Wolfgang Porod, the Frank M. Freimann Professor of Electrical Engineering at the University of Notre Dame and director of the University’s Center for Nano Science and Technology (NDnano), has been named the founding editor-in-chief of the new Open Access IEEE Nanotechnology Express (ENANO), a publication of the IEEE Nanotechnology Council.
Porod brings valuable expertise and experience — particularly in nanoelectronics, materials science and engineering, and research management — to this position as the new online journal will cover the whole range of topics in nanotechnology, including nanoscale materials; devices; circuits, architectures, and systems; nanofabrication and nanolithography; nanobiotechnology and nanomedicine; and computational nanotechnology.
A faculty member since 1986 with more than 300 scholarly papers to his credit, Porod’s research focuses on solid-state physics and its application to electronics, quantum devices, and architectures for nanoelectronics, reliability, degradation and breakdown, and the limits imposed by the laws of physics on computation. He is the co-inventor of the “quantum-dot cellular automata” concept, which is a unique way of representing information by electronic charge configurations at the molecular level, and is a pioneer in “nanomagnet logic,” one of the device technologies being pursued by the Semiconductor Research Corporation’s Nanoelectronics Research Initiative.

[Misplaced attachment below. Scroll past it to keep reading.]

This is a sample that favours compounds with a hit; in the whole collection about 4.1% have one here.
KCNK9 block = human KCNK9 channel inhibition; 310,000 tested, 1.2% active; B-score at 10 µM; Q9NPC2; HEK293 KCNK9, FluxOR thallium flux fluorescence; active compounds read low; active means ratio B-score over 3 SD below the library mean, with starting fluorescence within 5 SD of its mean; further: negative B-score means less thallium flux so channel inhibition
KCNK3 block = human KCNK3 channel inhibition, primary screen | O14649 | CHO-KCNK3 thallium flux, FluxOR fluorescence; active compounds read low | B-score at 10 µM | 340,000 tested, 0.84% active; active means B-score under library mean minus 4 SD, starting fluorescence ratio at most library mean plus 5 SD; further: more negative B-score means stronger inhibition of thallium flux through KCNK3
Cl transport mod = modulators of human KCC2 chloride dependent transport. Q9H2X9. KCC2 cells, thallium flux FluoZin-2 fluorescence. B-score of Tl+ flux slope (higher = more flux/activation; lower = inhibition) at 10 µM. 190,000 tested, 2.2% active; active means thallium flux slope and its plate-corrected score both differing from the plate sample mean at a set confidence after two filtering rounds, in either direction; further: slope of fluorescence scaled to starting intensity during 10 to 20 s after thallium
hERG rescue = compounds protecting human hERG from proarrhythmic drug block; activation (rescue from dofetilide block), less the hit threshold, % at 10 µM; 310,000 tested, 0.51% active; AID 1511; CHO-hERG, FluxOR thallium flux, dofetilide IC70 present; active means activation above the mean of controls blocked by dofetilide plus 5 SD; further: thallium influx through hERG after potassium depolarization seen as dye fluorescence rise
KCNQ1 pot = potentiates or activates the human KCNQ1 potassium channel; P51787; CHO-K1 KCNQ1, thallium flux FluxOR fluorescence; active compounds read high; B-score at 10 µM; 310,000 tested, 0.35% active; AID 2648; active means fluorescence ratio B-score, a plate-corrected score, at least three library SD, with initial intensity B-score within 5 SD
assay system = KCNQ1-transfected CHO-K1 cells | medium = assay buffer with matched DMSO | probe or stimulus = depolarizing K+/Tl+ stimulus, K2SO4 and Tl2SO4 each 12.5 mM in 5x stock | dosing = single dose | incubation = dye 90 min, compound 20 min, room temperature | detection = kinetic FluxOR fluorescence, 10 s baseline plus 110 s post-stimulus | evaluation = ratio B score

Porod is a Fellow of the American Association for the Advancement of Science and the Institute of Electrical and Electronics Engineers and has served as a distinguished lecturer for several IEEE societies. He has also served as associate editor on a number of other publications including the IEEE Transaction on Circuits and Systems II and IEEE Transactions on Nanotechnology, as well as on the editorial boards of publications such as the Journal of Computational Electronics.
The University of Notre Dame Center for Nano Science and Technology (NDnano) is one of the leading nanotechnology centers in the world. Its mission is to study and manipulate the properties of materials and devices, as well as their interfaces with living systems, at the nanoscale.
Originally published by conductorshare.nd.edu on October 29, 2015.at